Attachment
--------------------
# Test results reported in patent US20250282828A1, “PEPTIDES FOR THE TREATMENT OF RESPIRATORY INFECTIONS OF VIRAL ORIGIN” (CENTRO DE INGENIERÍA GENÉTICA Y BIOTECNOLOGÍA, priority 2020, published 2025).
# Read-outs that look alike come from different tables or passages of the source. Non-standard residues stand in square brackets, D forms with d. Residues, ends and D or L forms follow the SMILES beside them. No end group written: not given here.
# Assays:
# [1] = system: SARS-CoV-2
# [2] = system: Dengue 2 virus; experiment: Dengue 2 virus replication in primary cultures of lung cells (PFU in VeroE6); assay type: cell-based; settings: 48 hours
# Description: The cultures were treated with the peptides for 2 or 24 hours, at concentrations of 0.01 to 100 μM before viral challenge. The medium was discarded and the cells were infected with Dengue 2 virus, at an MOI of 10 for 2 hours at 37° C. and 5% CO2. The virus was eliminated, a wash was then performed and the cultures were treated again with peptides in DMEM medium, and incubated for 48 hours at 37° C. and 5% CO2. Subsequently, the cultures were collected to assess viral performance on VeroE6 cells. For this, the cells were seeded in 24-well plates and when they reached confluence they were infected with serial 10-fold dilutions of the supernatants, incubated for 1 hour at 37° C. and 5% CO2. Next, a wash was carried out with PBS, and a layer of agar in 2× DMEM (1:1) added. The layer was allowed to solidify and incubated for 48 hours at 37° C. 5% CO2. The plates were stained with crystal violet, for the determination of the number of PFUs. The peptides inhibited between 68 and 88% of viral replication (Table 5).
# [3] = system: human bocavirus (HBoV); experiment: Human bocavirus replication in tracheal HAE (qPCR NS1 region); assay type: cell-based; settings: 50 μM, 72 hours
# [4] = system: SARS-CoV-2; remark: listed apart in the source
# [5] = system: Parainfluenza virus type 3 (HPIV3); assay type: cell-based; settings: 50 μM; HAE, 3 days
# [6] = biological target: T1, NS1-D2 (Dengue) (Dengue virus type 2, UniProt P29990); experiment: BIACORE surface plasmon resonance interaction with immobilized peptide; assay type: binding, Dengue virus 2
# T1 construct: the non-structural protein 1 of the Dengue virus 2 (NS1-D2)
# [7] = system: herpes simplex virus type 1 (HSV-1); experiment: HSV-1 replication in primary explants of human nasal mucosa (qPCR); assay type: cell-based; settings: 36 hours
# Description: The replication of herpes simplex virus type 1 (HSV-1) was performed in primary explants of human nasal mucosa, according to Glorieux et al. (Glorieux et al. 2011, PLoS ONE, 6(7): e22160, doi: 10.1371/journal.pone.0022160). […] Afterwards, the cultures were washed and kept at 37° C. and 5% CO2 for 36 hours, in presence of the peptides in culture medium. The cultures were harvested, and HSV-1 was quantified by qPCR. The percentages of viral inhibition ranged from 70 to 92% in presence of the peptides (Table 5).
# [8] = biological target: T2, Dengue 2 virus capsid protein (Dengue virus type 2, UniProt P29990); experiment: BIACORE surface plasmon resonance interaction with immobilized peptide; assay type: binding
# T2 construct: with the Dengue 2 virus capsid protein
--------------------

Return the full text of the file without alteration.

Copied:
# Test results reported in patent US20250282828A1, “PEPTIDES FOR THE TREATMENT OF RESPIRATORY INFECTIONS OF VIRAL ORIGIN” (CENTRO DE INGENIERÍA GENÉTICA Y BIOTECNOLOGÍA, priority 2020, published 2025).
# Read-outs that look alike come from different tables or passages of the source. Non-standard residues stand in square brackets, D forms with d. Residues, ends and D or L forms follow the SMILES beside them. No end group written: not given here.
# Assays:
# [1] = system: SARS-CoV-2
# [2] = system: Dengue 2 virus; experiment: Dengue 2 virus replication in primary cultures of lung cells (PFU in VeroE6); assay type: cell-based; settings: 48 hours
# Description: The cultures were treated with the peptides for 2 or 24 hours, at concentrations of 0.01 to 100 μM before viral challenge. The medium was discarded and the cells were infected with Dengue 2 virus, at an MOI of 10 for 2 hours at 37° C. and 5% CO2. The virus was eliminated, a wash was then performed and the cultures were treated again with peptides in DMEM medium, and incubated for 48 hours at 37° C. and 5% CO2. Subsequently, the cultures were collected to assess viral performance on VeroE6 cells. For this, the cells were seeded in 24-well plates and when they reached confluence they were infected with serial 10-fold dilutions of the supernatants, incubated for 1 hour at 37° C. and 5% CO2. Next, a wash was carried out with PBS, and a layer of agar in 2× DMEM (1:1) added. The layer was allowed to solidify and incubated for 48 hours at 37° C. 5% CO2. The plates were stained with crystal violet, for the determination of the number of PFUs. The peptides inhibited between 68 and 88% of viral replication (Table 5).
# [3] = system: human bocavirus (HBoV); experiment: Human bocavirus replication in tracheal HAE (qPCR NS1 region); assay type: cell-based; settings: 50 μM, 72 hours
# [4] = system: SARS-CoV-2; remark: listed apart in the source
# [5] = system: Parainfluenza virus type 3 (HPIV3); assay type: cell-based; settings: 50 μM; HAE, 3 days
# [6] = biological target: T1, NS1-D2 (Dengue) (Dengue virus type 2, UniProt P29990); experiment: BIACORE surface plasmon resonance interaction with immobilized peptide; assay type: binding, Dengue virus 2
# T1 construct: the non-structural protein 1 of the Dengue virus 2 (NS1-D2)
# [7] = system: herpes simplex virus type 1 (HSV-1); experiment: HSV-1 replication in primary explants of human nasal mucosa (qPCR); assay type: cell-based; settings: 36 hours
# Description: The replication of herpes simplex virus type 1 (HSV-1) was performed in primary explants of human nasal mucosa, according to Glorieux et al. (Glorieux et al. 2011, PLoS ONE, 6(7): e22160, doi: 10.1371/journal.pone.0022160). […] Afterwards, the cultures were washed and kept at 37° C. and 5% CO2 for 36 hours, in presence of the peptides in culture medium. The cultures were harvested, and HSV-1 was quantified by qPCR. The percentages of viral inhibition ranged from 70 to 92% in presence of the peptides (Table 5).
# [8] = biological target: T2, Dengue 2 virus capsid protein (Dengue virus type 2, UniProt P29990); experiment: BIACORE surface plasmon resonance interaction with immobilized peptide; assay type: binding
# T2 construct: with the Dengue 2 virus capsid protein